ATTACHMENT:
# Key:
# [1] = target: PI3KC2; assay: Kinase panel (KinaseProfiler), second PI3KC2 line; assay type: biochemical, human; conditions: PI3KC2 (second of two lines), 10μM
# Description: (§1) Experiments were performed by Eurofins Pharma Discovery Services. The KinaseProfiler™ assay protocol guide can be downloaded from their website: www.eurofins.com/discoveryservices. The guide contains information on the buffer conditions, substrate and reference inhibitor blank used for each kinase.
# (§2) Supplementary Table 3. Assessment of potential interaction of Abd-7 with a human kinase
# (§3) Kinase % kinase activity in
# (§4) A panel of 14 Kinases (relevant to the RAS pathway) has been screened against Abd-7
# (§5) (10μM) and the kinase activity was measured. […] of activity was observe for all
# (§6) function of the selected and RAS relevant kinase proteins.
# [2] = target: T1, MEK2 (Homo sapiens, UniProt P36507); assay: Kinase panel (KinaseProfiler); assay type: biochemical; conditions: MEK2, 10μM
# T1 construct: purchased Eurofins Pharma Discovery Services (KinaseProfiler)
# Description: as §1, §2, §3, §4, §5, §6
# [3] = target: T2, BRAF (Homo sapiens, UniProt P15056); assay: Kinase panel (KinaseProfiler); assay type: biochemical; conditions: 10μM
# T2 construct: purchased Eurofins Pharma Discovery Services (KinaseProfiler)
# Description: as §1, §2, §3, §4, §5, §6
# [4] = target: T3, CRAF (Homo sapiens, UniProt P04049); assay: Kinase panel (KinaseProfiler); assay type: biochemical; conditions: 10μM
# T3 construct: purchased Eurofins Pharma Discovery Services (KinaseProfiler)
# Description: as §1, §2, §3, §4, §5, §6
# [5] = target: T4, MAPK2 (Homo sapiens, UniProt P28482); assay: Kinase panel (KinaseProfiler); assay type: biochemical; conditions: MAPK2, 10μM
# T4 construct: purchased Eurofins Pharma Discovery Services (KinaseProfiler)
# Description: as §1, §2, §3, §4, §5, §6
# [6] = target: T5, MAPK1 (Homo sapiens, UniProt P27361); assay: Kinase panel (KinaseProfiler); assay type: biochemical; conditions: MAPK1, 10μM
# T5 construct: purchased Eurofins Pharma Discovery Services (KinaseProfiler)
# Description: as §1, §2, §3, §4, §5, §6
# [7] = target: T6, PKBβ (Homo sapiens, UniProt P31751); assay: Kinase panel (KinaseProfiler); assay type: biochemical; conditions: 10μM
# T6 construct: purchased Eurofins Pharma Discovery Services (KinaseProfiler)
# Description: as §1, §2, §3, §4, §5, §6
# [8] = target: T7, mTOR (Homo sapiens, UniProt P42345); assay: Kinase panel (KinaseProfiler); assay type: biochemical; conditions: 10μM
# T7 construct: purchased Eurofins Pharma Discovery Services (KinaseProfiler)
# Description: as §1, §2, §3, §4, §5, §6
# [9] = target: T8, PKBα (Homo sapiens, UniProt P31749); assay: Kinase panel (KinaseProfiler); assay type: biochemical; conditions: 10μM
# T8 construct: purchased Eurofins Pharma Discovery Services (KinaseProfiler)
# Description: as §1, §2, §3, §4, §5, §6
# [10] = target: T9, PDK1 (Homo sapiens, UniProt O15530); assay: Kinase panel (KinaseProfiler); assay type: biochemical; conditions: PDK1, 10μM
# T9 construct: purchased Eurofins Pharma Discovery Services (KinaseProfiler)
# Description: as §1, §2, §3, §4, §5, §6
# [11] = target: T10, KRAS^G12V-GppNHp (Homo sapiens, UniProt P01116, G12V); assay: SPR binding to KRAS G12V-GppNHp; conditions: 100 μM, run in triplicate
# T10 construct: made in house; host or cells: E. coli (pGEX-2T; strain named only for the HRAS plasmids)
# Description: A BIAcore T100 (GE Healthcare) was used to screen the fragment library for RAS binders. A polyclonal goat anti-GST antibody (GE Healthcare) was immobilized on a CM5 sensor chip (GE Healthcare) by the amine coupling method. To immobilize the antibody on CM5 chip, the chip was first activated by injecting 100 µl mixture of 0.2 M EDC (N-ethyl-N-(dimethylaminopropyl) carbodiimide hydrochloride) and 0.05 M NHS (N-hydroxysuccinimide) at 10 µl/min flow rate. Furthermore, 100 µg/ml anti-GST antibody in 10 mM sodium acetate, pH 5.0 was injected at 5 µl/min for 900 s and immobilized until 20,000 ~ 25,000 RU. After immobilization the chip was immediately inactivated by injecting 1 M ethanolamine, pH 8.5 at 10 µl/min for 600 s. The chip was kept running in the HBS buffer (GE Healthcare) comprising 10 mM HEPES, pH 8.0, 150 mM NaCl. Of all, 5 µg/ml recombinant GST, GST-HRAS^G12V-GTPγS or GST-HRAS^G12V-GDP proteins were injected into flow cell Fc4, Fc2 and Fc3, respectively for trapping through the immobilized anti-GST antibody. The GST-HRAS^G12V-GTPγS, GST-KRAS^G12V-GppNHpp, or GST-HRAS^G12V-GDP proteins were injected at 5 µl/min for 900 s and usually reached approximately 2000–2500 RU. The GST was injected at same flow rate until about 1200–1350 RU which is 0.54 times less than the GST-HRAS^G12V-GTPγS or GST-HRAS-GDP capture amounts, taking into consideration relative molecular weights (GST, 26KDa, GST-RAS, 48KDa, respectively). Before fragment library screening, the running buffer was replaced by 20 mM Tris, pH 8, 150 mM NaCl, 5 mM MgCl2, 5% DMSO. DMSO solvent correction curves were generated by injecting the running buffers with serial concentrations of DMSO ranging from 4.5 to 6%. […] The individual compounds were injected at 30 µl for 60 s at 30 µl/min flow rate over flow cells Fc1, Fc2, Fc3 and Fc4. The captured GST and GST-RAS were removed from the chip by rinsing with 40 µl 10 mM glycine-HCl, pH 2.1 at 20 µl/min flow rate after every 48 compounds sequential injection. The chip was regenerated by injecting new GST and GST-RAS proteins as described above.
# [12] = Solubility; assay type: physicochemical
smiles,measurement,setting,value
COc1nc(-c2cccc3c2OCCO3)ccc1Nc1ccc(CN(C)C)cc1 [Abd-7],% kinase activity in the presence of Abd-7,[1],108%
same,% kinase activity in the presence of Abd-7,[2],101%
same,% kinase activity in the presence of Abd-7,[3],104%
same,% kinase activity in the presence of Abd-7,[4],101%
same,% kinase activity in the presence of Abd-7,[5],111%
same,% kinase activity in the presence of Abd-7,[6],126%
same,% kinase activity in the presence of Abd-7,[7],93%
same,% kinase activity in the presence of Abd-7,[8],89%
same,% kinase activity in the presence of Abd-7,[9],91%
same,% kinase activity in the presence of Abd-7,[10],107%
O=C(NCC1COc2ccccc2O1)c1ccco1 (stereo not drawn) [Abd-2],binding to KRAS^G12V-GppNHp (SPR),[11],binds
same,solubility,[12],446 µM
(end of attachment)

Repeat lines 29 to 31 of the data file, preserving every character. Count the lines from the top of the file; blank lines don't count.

# Description: as §1, §2, §3, §4, §5, §6
# [9] = target: T8, PKBα (Homo sapiens, UniProt P31749); assay: Kinase panel (KinaseProfiler); assay type: biochemical; conditions: 10μM
# T8 construct: purchased Eurofins Pharma Discovery Services (KinaseProfiler)